Debating perspectives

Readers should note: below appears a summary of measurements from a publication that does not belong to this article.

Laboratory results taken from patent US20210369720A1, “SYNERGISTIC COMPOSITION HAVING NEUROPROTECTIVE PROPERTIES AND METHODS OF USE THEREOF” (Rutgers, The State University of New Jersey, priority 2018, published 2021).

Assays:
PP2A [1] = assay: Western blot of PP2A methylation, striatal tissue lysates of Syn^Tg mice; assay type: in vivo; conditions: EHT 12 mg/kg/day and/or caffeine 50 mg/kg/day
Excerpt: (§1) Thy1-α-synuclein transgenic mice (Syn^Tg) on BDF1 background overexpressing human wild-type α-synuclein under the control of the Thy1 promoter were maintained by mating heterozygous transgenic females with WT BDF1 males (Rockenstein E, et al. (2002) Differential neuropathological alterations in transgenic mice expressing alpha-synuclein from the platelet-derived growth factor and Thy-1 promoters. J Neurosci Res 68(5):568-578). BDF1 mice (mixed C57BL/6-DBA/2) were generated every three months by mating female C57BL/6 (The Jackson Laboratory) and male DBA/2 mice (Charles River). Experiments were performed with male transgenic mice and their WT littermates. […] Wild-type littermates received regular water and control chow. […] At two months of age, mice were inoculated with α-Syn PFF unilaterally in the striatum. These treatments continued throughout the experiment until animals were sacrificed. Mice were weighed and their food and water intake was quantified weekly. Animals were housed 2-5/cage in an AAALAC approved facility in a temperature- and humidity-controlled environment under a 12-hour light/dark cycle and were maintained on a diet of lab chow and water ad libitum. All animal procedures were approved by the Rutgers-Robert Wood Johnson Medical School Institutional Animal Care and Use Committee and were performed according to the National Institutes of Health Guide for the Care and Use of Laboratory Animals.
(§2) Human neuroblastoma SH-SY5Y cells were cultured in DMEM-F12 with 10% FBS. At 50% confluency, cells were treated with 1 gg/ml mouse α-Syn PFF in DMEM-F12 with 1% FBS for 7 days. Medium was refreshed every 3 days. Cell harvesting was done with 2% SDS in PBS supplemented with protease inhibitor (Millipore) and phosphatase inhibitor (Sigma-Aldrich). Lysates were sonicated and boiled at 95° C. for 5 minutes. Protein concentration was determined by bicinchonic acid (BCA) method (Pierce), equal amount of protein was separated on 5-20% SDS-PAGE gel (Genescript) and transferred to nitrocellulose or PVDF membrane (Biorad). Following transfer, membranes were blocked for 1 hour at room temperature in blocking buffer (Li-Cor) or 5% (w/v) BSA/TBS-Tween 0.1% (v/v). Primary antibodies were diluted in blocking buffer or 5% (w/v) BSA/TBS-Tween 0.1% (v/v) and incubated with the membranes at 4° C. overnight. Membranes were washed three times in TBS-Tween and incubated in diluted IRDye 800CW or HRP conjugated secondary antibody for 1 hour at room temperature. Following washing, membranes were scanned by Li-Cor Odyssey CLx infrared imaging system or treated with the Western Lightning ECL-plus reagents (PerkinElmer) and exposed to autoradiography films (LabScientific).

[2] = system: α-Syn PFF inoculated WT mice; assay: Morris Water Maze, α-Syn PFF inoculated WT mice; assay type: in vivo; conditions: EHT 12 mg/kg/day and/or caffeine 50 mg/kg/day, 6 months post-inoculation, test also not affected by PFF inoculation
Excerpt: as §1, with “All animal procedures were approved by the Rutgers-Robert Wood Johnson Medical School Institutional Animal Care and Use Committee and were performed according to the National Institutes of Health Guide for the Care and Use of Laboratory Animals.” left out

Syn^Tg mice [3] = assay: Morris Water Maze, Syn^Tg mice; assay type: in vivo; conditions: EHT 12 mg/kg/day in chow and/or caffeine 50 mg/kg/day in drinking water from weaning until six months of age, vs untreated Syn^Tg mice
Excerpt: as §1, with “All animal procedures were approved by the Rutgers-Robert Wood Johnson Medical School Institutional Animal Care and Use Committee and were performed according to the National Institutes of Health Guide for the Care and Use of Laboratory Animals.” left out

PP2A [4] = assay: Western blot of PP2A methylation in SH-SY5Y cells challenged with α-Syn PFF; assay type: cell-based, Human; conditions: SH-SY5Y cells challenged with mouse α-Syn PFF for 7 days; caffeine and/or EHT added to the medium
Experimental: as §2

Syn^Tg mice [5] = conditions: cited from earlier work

Building the party the working class needs remains the key immediate aim of the CPGB. And it was clear from the February 23 aggregate of members that a clear majority believe the Socialist Alliance can and must be transformed into such a party. Since December 1, we have campaigned for an unofficial Socialist Alliance paper to organise and cohere a healthy pro-party bloc, and to recruit people to the SA on healthy, pro-party politics. However, the fight for such a paper has been set back, but not defeated, by the retreat of the Alliance for Workers' Liberty. At the beginning of the aggregate, CPGB national organiser Mark Fischer read out a letter just received from the AWL's Martin Thomas, which declared: "At present there is no sufficient body of unaffiliated SA members actively committed to this project to create a broadly based, unofficial SA paper" (see P4). This letter clearly impacted on the two main debates of the aggregate - perspectives for CPGB work and the prospects for a Socialist Alliance paper. Comrade Fischer spoke on his draft perspectives document. He began by analysing the context of our work - the world situation and politics in Britain. We are still in a period of reaction, but the organisations of the workers' movement remain intact. The key weakness of the proletariat is political, which is why the Socialist Alliance is potentially so important. Comrade Fischer spoke of the impact of September 11 which speeded up already latent political and economic developments, and of the wide layer of anti-capitalist sentiment in society. Comrade Fischer said we are not excited by the prospect of a deep slump. Unlike many other groups, we do not subscribe to economic catastrophism. There is no automatic correlation between the depth of a recession and the ability of the working class to fight and win. Economic crisis in no way gurantees a shift to the left. Similarly, comrade Fischer criticised those who believe that high rates of abstention in elections indicate discontent with the government and a widespread desire for a left alternative. Cynicism is not a positive societal trend he warned. After briefly talking about Europe, Scotland and Wales, Ireland, and the trade union movement, Comrade Fischer turned to the state of the left, and the position of the CPGB within the Socialist Alliance. Comrade Fischer's draft was discussed by the meeting and suggestions were made for improvement and clarification. Marcus Larsen noted that there are no major differences over perspectives in the organisation. He said this unity of view is a strength in one sense, but can also be a weakness, since it can mean that positions may not be developed to the full in the absence of sharp debate. Phil Kent observed that our perspectives develop slowly, remaining similar from year to year. He wanted a more worked out position on imperialism. Lawrie Coombs agreed, advocating more discussion of what forces can oppose the rampage of US imperialism across the world. He criticised the section on Europe for being too narrow, and said it should include discussion of the impact the slow eradication of national borders in Europe will have here and elsewhere. John Pearson said there are lively arguments between comrades via email on the CPGB's internal discussion list, and these should be extended to the pages of the Weekly Worker. He also complained that some writers change their positions from one article to another on certain questions - he cited the question of Palestine and the two-state solution as an example - without explaining their thinking. Cameron Richards backed him on this issue, saying the line taken in the Weekly Worker should not be altered without debate within the organisation. John Bridge disagreed. All articles are signed, he pointed out, and, as we are not a sect, authors can change their position if they so wish. However, commissioned reports and commentaries usually reflect out collective positions which have been arrived at after debate. Anne Mc Shane argued for more discussion of the electoral tactic. When Socialist Workers Party candidates stand for the Socialist Alliance in elections, their goal can sometimes appear little more than for our people to be better councillors than Labour's. We should argue for revolutionary politics when we stand in elections, she said. The SWP has recently accepted that the SA should contest widely in this year's council elections, a positive development. Tina Becker urged a more complete analysis of the anti-globalisation movement. Comrade Larsen agreed, describing the anti-globalisation movement as a gleam of light in an otherwise gloomy period, and predicting that a spontaneously reaction to capitalist triumphalism will inevitably resurface, and we should be ready to fully engage with it. Future prospects for the development of the alliance were discussed in more detail in the afternoon session. Comrade Larsen introduced the debate with an opening on the campaign for a Socialist Alliance paper. He described how the SA had developed, the contradictory role of the SWP within it, and commented on the recent 'red scare' in the bourgeois press about the activities of Socialist Alliance members in the unions. Although the SA is unfortunately not as strong or influential as the bourgeois press would have it, there are positive developments. Previously bitterly opposed fiefdoms have started to come together, and People before profits, for all its faults, came out of a real debate and is supportable as a programme for the elections. Comrade Larsen reiterated the CPGB policyof seeking to compete for the leadership of the project, both hegemonically and in terms of the numbers we hope to recruit to it through a pro-party unofficial SA paper. This was the proposal we put to the AWL, and from which the comrades have now stepped back. The AWL has a distorted idea of partyism, he said. While it paid lip service to the idea of a single, united, revolutionary party, it does not see how the SA could play a central role in bringing that about. In practice it is prepared to campaign only for a reformist party: the idea of a new Labour Representation Committee, for example. There was no dissent from the basic idea that, in the words of John Bridge, to fight the bourgeois state the working class needs a single, united party. But some comrades doubted whether the Socialist Alliance could be made into this party, and others questioned whether a new paper was needed. Comrade Becker reiterated the crucial point that the role of the prospective paper will be to organise the Socialist Alliance and take it forward. Speakers in the debate responded to the contents of the dissapointing letter from Martin Thomas. Comrade Pearson said he had not been happy with the extent of the "concessions" the CPGB had been willing to make to the AWL in agreeing the proposed publication. He urged reviewing our contact with the AWL. A few comrades questioned the basis participation in the SA project itself, either because they regarded it as no longer viable, or because they believed it caused a rightward shift in CPGB politics. Derek Goodliffe claimed the SA is collapsing, while Cameron Richards said that the CPGB's determination to be part of the SA means it no longer argues for a revolutionary party, but for a Socialist Alliance party, he alleged, and wants to publish a Socialist Alliance paper rather than a revolutionary paper. He added that the PCC seems not to have grasped the extent to which the SA has declined since the general election. Alan Stevens said that, for all our criticisms of the alliance, he said, it is all there is to base a party project on. The SA allows us to engage with comrades we would not otherwise have had the chance to talk to. He said we must continue to debate with people in the SA, but also concentrate on improving the Weekly Worker . Others, including comrade Phil Kent, argued that the Weekly Worker is not in a position to perform the role of a Socialist Alliance paper. Tina Becker agreed we must continue to campaign for a Socialist Alliance paper, but she was not in favour of the CPGB launching it now, single-handedly. AWL. Mary Godwin